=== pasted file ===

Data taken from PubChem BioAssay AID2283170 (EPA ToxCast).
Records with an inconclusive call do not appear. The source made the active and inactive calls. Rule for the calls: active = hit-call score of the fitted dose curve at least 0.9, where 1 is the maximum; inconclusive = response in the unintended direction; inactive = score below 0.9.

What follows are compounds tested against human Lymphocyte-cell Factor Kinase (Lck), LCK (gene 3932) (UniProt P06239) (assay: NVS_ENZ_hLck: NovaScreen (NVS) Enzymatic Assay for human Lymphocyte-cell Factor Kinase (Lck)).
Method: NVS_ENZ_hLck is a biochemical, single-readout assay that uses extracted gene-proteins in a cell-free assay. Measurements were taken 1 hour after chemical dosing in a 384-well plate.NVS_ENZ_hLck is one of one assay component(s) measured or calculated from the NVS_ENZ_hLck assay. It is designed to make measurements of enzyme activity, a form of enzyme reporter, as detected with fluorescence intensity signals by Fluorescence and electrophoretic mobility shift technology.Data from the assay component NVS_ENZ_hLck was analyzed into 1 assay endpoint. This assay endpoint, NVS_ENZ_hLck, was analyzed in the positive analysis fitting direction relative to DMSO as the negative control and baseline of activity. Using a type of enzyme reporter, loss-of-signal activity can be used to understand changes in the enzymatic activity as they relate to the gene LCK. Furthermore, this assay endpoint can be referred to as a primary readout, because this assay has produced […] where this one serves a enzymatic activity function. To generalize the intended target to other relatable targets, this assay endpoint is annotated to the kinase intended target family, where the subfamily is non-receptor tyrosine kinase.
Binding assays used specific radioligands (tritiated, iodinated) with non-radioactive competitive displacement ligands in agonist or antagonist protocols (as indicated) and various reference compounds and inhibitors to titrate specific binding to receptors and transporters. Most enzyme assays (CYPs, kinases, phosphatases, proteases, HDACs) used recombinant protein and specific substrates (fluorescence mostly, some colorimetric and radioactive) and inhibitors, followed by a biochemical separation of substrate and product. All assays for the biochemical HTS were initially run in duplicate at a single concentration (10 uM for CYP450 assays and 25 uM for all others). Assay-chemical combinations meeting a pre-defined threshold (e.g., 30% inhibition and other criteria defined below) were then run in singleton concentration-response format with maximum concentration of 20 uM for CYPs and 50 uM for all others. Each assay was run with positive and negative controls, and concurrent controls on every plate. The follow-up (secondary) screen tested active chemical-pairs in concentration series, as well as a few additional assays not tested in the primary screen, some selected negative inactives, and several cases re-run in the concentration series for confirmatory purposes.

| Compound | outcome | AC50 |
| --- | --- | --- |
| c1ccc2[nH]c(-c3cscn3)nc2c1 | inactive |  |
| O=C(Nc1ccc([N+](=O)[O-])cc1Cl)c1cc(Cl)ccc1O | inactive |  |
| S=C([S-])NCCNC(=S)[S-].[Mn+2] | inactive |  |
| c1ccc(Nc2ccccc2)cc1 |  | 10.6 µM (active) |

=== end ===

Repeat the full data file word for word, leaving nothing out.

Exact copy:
Data taken from PubChem BioAssay AID2283170 (EPA ToxCast).
Records with an inconclusive call do not appear. The source made the active and inactive calls. Rule for the calls: active = hit-call score of the fitted dose curve at least 0.9, where 1 is the maximum; inconclusive = response in the unintended direction; inactive = score below 0.9.

What follows are compounds tested against human Lymphocyte-cell Factor Kinase (Lck), LCK (gene 3932) (UniProt P06239) (assay: NVS_ENZ_hLck: NovaScreen (NVS) Enzymatic Assay for human Lymphocyte-cell Factor Kinase (Lck)).
Method: NVS_ENZ_hLck is a biochemical, single-readout assay that uses extracted gene-proteins in a cell-free assay. Measurements were taken 1 hour after chemical dosing in a 384-well plate.NVS_ENZ_hLck is one of one assay component(s) measured or calculated from the NVS_ENZ_hLck assay. It is designed to make measurements of enzyme activity, a form of enzyme reporter, as detected with fluorescence intensity signals by Fluorescence and electrophoretic mobility shift technology.Data from the assay component NVS_ENZ_hLck was analyzed into 1 assay endpoint. This assay endpoint, NVS_ENZ_hLck, was analyzed in the positive analysis fitting direction relative to DMSO as the negative control and baseline of activity. Using a type of enzyme reporter, loss-of-signal activity can be used to understand changes in the enzymatic activity as they relate to the gene LCK. Furthermore, this assay endpoint can be referred to as a primary readout, because this assay has produced […] where this one serves a enzymatic activity function. To generalize the intended target to other relatable targets, this assay endpoint is annotated to the kinase intended target family, where the subfamily is non-receptor tyrosine kinase.
Binding assays used specific radioligands (tritiated, iodinated) with non-radioactive competitive displacement ligands in agonist or antagonist protocols (as indicated) and various reference compounds and inhibitors to titrate specific binding to receptors and transporters. Most enzyme assays (CYPs, kinases, phosphatases, proteases, HDACs) used recombinant protein and specific substrates (fluorescence mostly, some colorimetric and radioactive) and inhibitors, followed by a biochemical separation of substrate and product. All assays for the biochemical HTS were initially run in duplicate at a single concentration (10 uM for CYP450 assays and 25 uM for all others). Assay-chemical combinations meeting a pre-defined threshold (e.g., 30% inhibition and other criteria defined below) were then run in singleton concentration-response format with maximum concentration of 20 uM for CYPs and 50 uM for all others. Each assay was run with positive and negative controls, and concurrent controls on every plate. The follow-up (secondary) screen tested active chemical-pairs in concentration series, as well as a few additional assays not tested in the primary screen, some selected negative inactives, and several cases re-run in the concentration series for confirmatory purposes.

| Compound | outcome | AC50 |
| --- | --- | --- |
| c1ccc2[nH]c(-c3cscn3)nc2c1 | inactive |  |
| O=C(Nc1ccc([N+](=O)[O-])cc1Cl)c1cc(Cl)ccc1O | inactive |  |
| S=C([S-])NCCNC(=S)[S-].[Mn+2] | inactive |  |
| c1ccc(Nc2ccccc2)cc1 |  | 10.6 µM (active) |